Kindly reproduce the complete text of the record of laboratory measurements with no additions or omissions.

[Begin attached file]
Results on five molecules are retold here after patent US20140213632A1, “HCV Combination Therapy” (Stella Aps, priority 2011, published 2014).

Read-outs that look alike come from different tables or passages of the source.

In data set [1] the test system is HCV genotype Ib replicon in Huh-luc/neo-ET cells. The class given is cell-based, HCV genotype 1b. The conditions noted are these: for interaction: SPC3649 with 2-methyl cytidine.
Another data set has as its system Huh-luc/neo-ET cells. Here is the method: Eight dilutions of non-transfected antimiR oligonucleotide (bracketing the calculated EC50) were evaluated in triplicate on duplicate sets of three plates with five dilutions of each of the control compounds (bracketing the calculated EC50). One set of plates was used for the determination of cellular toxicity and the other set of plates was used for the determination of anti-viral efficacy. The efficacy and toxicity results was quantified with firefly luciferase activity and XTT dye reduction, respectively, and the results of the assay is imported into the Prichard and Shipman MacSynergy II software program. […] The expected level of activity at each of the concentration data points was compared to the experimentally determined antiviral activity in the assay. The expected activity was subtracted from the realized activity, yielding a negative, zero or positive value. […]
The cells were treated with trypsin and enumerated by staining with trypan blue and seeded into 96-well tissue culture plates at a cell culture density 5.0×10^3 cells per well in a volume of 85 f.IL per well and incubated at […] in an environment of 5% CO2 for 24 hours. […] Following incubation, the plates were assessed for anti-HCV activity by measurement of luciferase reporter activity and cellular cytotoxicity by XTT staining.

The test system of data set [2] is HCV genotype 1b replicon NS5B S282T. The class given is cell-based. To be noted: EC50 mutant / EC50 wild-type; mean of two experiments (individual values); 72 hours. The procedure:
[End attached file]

Results on five molecules are retold here after patent US20140213632A1, “HCV Combination Therapy” (Stella Aps, priority 2011, published 2014).

Read-outs that look alike come from different tables or passages of the source.

In data set [1] the test system is HCV genotype Ib replicon in Huh-luc/neo-ET cells. The class given is cell-based, HCV genotype 1b. The conditions noted are these: for interaction: SPC3649 with 2-methyl cytidine.
Another data set has as its system Huh-luc/neo-ET cells. Here is the method: Eight dilutions of non-transfected antimiR oligonucleotide (bracketing the calculated EC50) were evaluated in triplicate on duplicate sets of three plates with five dilutions of each of the control compounds (bracketing the calculated EC50). One set of plates was used for the determination of cellular toxicity and the other set of plates was used for the determination of anti-viral efficacy. The efficacy and toxicity results was quantified with firefly luciferase activity and XTT dye reduction, respectively, and the results of the assay is imported into the Prichard and Shipman MacSynergy II software program. […] The expected level of activity at each of the concentration data points was compared to the experimentally determined antiviral activity in the assay. The expected activity was subtracted from the realized activity, yielding a negative, zero or positive value. […]
The cells were treated with trypsin and enumerated by staining with trypan blue and seeded into 96-well tissue culture plates at a cell culture density 5.0×10^3 cells per well in a volume of 85 f.IL per well and incubated at […] in an environment of 5% CO2 for 24 hours. […] Following incubation, the plates were assessed for anti-HCV activity by measurement of luciferase reporter activity and cellular cytotoxicity by XTT staining.

The test system of data set [2] is HCV genotype 1b replicon NS5B S282T. The class given is cell-based. To be noted: EC50 mutant / EC50 wild-type; mean of two experiments (individual values); 72 hours. The procedure: